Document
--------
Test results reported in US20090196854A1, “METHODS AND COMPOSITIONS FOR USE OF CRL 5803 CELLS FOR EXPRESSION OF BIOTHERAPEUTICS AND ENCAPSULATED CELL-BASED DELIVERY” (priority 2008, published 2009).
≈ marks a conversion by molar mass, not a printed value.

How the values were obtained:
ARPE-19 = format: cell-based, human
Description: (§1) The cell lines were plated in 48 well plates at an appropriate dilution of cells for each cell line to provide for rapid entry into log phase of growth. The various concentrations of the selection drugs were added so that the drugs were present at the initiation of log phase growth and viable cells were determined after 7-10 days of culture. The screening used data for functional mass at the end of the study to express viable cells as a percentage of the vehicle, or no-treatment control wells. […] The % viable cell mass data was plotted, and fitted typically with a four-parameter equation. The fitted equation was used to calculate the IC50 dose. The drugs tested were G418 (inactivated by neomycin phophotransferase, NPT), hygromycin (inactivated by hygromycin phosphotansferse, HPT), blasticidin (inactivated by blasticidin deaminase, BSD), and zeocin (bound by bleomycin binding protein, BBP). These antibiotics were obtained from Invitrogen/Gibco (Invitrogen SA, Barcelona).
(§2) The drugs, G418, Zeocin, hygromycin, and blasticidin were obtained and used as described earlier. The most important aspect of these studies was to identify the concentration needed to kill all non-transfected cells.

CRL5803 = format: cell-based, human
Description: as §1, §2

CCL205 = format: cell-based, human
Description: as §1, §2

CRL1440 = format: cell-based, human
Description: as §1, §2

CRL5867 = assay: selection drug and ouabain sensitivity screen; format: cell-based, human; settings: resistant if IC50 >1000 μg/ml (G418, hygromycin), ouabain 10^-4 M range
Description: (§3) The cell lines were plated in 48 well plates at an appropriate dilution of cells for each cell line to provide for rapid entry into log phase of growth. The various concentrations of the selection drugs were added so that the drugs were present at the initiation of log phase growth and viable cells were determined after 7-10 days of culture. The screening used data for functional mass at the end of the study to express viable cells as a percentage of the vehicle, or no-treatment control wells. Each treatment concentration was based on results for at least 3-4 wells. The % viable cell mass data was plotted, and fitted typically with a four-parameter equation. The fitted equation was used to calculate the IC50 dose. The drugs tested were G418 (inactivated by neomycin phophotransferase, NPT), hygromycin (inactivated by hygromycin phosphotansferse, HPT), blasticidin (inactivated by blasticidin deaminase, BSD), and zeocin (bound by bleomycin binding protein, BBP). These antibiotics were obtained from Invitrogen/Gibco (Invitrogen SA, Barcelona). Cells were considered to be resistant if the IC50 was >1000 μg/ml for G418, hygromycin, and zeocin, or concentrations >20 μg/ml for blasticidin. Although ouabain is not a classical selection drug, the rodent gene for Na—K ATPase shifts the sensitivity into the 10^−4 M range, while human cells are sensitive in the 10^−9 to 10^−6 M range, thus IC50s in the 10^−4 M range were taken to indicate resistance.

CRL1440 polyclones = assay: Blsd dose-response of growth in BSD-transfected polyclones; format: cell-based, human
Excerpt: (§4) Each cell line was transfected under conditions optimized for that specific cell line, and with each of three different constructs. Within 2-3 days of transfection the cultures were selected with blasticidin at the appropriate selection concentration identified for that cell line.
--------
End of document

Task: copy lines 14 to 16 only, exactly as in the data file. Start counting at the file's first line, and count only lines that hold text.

Description: (§3) The cell lines were plated in 48 well plates at an appropriate dilution of cells for each cell line to provide for rapid entry into log phase of growth. The various concentrations of the selection drugs were added so that the drugs were present at the initiation of log phase growth and viable cells were determined after 7-10 days of culture. The screening used data for functional mass at the end of the study to express viable cells as a percentage of the vehicle, or no-treatment control wells. Each treatment concentration was based on results for at least 3-4 wells. The % viable cell mass data was plotted, and fitted typically with a four-parameter equation. The fitted equation was used to calculate the IC50 dose. The drugs tested were G418 (inactivated by neomycin phophotransferase, NPT), hygromycin (inactivated by hygromycin phosphotansferse, HPT), blasticidin (inactivated by blasticidin deaminase, BSD), and zeocin (bound by bleomycin binding protein, BBP). These antibiotics were obtained from Invitrogen/Gibco (Invitrogen SA, Barcelona). Cells were considered to be resistant if the IC50 was >1000 μg/ml for G418, hygromycin, and zeocin, or concentrations >20 μg/ml for blasticidin. Although ouabain is not a classical selection drug, the rodent gene for Na—K ATPase shifts the sensitivity into the 10^−4 M range, while human cells are sensitive in the 10^−9 to 10^−6 M range, thus IC50s in the 10^−4 M range were taken to indicate resistance.

CRL1440 polyclones = assay: Blsd dose-response of growth in BSD-transfected polyclones; format: cell-based, human
Excerpt: (§4) Each cell line was transfected under conditions optimized for that specific cell line, and with each of three different constructs. Within 2-3 days of transfection the cultures were selected with blasticidin at the appropriate selection concentration identified for that cell line.